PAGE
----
Frost and Thompson and Brandt and Wordle by Thomas Putnam
The NYT Wordle word the other day was “staid.” I mentioned on FB that I liked the word; it seems hopeful to me, even comforting. A person commented that it's in one of the songs that the Festival Chorus at MU is singing in a few weeks; lyrics a poem by Robert Frost with music by Randall Thompson. It's the last word in the last song of the song cycle called “Frostiana.”
The song is “Choose Something Like a Star” and it ends like this:
It asks of us a certain height,
So when at times the mob is swayed
To carry praise or blame too far,
We may choose something like a star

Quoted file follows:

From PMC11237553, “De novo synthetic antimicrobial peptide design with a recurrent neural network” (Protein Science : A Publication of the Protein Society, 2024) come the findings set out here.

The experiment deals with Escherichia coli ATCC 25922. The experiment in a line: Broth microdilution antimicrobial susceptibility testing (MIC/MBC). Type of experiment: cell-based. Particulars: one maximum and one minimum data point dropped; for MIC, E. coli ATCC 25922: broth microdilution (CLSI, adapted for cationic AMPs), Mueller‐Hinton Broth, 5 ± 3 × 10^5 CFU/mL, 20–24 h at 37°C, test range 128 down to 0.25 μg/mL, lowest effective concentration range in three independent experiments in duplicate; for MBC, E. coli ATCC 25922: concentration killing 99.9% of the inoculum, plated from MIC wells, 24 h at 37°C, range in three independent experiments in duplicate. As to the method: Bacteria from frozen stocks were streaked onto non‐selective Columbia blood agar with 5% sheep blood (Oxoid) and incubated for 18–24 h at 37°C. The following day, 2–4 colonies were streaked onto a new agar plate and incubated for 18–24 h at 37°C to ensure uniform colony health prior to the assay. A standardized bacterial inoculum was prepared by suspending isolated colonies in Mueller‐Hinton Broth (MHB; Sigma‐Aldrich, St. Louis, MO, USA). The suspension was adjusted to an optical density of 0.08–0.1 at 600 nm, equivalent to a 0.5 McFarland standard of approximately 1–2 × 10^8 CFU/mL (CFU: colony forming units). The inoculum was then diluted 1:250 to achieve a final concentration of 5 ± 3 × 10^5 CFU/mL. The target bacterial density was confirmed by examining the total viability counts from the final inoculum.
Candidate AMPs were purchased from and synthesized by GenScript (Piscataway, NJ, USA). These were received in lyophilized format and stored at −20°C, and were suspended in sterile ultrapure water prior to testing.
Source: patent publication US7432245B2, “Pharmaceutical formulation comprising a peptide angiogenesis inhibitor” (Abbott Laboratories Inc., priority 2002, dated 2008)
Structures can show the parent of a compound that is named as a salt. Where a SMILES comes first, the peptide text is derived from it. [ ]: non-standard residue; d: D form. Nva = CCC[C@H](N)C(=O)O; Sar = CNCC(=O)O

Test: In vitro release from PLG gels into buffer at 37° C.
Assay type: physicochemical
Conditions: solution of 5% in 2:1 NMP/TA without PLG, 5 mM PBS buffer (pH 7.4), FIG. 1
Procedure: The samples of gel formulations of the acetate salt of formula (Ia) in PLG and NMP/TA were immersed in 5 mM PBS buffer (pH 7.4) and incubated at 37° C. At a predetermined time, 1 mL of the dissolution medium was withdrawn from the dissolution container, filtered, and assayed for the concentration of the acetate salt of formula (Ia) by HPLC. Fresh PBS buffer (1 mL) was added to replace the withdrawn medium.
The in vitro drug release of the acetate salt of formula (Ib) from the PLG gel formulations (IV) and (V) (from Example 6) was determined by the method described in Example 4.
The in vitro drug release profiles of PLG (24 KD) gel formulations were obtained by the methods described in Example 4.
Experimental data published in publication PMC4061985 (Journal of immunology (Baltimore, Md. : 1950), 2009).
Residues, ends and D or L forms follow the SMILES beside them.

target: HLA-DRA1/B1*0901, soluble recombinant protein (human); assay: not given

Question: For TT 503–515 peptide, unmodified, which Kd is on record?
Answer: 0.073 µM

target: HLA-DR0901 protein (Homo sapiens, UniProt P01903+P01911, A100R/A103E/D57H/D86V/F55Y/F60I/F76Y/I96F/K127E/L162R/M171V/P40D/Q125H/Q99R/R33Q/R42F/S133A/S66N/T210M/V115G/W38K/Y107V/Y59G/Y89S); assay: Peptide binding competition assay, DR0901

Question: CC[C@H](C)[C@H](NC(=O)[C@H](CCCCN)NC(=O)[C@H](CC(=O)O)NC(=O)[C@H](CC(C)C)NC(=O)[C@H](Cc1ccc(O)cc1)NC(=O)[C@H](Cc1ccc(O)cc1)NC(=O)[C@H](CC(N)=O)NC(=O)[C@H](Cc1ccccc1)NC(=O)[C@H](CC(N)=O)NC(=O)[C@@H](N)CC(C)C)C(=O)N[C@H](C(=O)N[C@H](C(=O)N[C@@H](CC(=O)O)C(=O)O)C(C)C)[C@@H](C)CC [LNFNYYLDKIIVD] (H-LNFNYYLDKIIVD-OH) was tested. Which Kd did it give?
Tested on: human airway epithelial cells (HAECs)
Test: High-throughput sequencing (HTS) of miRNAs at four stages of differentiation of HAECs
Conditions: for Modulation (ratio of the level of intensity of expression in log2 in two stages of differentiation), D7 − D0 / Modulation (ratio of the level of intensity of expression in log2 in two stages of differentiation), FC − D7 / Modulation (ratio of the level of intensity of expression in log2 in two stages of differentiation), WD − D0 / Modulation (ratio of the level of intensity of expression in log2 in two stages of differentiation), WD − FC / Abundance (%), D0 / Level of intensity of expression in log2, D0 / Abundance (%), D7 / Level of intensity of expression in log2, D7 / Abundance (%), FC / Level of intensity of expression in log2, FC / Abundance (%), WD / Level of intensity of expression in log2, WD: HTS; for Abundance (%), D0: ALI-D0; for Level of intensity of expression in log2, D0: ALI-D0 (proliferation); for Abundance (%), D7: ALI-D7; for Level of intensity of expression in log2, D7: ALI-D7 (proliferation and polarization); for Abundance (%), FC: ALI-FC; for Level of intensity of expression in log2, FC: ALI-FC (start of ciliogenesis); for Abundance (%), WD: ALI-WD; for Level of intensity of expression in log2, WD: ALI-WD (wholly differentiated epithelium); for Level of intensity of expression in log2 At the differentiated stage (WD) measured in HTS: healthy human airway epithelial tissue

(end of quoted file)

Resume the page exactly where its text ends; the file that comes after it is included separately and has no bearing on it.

To stay our minds on and be staid.
It could very well be my imagination, but it seems like there is increasing incidence these days wherein the “mob is swayed to carry praise or blame too far.” Public opinion seems to change direction as quickly as the climate-changed wind veers one way and then another way and then back again.
We're producing a play this September called Elephant's Graveyard by George Brandt. It is a disturbing play. It is a play wherein the “mob is swayed to carry praise or blame too far.”
I saw a play at the Geva in Rochester last week about Russian manipulation of American social media in a recent election. Oh, my. It seems evident that our American mob was indeed, swayed.
Frost suggests we choose something like a star. Something steadfast. Something that can use language we can comprehend. This “something” does, indeed, ask a little of us here; we have some responsibility. But, oh to have something we can go to, depend upon; something “to stay our minds on and be staid.”